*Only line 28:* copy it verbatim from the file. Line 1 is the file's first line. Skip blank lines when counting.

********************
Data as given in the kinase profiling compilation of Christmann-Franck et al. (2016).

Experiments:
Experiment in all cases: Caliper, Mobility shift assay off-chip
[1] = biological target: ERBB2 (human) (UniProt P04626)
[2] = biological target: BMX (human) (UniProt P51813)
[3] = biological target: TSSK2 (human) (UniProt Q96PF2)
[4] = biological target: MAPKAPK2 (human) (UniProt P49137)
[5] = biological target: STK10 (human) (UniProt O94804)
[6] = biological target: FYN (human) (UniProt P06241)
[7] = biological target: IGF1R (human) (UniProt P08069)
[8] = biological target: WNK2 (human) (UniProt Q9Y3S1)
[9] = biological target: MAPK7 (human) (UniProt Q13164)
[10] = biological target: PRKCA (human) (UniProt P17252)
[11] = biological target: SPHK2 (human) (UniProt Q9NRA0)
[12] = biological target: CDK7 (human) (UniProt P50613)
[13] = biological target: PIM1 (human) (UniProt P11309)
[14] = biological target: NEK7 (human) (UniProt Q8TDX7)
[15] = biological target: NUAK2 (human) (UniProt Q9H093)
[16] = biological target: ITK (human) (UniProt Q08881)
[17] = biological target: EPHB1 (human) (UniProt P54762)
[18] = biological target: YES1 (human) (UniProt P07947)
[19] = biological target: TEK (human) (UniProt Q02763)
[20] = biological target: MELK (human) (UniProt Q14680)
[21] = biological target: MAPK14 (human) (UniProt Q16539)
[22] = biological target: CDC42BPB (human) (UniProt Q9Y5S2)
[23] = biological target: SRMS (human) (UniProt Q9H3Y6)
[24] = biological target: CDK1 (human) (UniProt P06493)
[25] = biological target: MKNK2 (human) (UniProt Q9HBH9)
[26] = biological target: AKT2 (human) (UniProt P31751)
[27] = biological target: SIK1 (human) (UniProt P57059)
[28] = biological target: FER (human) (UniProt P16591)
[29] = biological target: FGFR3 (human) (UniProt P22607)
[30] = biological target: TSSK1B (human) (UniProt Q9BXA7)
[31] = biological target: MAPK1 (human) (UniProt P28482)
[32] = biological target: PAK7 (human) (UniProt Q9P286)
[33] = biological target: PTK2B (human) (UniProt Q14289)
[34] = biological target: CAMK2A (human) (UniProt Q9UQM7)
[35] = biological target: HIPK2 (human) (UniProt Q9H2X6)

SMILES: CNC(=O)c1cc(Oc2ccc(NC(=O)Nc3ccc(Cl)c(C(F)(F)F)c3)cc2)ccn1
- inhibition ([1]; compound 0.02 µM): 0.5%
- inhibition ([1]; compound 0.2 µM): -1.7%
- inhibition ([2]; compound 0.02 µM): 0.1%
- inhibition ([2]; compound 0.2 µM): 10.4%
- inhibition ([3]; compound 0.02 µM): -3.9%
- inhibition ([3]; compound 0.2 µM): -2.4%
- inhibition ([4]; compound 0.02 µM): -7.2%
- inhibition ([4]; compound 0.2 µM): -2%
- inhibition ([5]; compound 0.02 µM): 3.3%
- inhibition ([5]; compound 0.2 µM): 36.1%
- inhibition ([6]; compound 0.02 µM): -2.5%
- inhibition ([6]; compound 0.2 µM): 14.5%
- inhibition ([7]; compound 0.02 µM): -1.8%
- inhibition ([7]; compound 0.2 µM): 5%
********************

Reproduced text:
[25] = biological target: MKNK2 (human) (UniProt Q9HBH9)